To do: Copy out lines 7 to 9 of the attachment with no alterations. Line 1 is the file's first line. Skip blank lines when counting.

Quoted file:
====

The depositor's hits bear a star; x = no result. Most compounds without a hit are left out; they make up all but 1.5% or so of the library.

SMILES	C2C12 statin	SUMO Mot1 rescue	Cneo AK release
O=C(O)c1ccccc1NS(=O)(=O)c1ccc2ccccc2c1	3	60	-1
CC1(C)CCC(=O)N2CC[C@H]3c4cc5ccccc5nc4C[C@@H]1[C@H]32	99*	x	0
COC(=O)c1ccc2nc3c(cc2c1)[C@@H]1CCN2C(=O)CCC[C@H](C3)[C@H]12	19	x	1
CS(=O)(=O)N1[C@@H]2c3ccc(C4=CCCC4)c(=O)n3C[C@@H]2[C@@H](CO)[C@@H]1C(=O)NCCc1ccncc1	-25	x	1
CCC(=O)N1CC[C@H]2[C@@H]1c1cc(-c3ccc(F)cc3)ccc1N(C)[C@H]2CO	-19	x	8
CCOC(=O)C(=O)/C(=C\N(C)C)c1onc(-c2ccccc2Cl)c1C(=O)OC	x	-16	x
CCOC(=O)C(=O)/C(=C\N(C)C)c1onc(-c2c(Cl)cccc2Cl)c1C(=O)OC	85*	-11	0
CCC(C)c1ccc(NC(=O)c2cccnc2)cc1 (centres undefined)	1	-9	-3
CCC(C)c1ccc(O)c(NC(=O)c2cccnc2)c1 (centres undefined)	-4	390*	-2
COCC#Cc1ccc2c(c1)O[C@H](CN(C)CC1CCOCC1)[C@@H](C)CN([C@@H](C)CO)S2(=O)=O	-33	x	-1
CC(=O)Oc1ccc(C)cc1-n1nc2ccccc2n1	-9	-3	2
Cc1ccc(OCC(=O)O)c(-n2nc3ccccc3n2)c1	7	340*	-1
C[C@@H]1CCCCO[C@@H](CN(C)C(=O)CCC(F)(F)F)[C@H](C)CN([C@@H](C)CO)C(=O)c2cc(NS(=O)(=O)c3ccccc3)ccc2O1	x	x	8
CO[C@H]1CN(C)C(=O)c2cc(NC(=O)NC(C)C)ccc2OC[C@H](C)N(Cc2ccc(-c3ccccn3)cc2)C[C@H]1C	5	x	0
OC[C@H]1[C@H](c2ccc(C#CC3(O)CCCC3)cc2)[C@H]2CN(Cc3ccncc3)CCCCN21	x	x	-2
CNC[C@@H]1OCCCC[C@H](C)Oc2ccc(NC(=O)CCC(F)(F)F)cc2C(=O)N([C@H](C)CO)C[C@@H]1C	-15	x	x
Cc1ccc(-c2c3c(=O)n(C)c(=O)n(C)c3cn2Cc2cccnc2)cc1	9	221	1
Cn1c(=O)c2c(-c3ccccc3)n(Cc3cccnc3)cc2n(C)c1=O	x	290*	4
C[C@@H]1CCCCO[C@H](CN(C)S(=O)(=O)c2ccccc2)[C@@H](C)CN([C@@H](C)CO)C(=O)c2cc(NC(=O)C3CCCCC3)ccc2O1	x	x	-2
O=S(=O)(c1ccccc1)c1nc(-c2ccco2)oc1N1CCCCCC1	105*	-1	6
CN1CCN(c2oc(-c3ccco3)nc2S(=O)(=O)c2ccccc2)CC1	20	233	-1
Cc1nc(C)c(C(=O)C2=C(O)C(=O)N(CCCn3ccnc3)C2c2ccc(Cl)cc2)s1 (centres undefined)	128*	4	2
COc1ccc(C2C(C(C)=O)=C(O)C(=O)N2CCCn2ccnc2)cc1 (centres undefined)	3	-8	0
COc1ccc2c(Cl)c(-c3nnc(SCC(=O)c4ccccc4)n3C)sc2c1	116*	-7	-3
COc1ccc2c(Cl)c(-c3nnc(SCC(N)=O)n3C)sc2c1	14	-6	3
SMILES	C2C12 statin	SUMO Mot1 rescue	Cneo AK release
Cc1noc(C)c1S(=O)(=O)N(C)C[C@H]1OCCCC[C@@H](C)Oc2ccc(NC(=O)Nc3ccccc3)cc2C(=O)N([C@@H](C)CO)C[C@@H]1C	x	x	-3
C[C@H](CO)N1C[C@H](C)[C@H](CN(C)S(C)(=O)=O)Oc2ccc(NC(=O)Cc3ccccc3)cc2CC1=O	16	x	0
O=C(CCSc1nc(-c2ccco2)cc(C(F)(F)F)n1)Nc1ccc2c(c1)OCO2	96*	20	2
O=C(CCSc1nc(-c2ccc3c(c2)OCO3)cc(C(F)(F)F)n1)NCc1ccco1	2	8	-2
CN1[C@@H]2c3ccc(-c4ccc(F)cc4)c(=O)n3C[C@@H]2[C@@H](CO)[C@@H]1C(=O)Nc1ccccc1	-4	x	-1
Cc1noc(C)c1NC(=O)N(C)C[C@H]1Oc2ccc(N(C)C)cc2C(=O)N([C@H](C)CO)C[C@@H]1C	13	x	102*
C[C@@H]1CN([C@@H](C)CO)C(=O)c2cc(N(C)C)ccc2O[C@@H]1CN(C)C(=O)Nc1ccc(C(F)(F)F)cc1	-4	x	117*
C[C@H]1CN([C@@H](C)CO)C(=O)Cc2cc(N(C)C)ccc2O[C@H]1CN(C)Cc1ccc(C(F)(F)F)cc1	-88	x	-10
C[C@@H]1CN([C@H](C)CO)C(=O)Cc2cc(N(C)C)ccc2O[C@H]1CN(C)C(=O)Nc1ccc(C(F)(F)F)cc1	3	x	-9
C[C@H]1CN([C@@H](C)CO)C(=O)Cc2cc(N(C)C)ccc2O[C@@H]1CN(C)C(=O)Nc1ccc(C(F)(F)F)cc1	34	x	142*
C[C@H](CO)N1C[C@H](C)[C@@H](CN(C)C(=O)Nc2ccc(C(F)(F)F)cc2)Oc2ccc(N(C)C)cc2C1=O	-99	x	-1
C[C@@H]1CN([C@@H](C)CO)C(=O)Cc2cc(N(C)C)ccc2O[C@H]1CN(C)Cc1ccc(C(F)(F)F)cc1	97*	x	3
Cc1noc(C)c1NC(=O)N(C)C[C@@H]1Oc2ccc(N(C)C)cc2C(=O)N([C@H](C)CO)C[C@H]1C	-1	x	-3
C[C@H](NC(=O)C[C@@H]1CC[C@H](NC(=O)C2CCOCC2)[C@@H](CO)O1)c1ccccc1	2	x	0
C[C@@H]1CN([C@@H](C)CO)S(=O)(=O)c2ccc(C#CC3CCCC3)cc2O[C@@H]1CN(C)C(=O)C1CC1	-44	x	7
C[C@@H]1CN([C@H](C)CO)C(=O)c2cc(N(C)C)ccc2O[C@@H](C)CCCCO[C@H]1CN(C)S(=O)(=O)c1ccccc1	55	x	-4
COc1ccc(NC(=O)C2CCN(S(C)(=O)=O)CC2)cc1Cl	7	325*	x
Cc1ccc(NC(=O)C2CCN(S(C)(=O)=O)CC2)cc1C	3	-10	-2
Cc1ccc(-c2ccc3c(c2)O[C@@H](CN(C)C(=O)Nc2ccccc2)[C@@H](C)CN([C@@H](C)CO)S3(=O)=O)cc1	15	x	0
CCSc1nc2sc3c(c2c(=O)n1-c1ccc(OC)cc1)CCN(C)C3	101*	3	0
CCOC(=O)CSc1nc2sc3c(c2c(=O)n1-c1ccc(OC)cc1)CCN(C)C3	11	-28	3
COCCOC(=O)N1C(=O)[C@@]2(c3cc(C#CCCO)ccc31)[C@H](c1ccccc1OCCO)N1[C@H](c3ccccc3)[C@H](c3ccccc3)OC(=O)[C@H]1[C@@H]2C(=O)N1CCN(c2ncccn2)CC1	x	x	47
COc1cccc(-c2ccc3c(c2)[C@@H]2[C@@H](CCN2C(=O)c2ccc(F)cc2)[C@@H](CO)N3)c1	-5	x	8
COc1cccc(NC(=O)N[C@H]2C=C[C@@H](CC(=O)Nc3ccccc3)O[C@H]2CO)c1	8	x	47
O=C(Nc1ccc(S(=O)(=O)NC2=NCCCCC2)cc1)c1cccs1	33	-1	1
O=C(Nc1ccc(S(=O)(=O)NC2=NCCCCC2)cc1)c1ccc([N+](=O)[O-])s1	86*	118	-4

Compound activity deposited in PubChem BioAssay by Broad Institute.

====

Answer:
CCC(=O)N1CC[C@H]2[C@@H]1c1cc(-c3ccc(F)cc3)ccc1N(C)[C@H]2CO	-19	x	8
CCOC(=O)C(=O)/C(=C\N(C)C)c1onc(-c2ccccc2Cl)c1C(=O)OC	x	-16	x
CCOC(=O)C(=O)/C(=C\N(C)C)c1onc(-c2c(Cl)cccc2Cl)c1C(=O)OC	85*	-11	0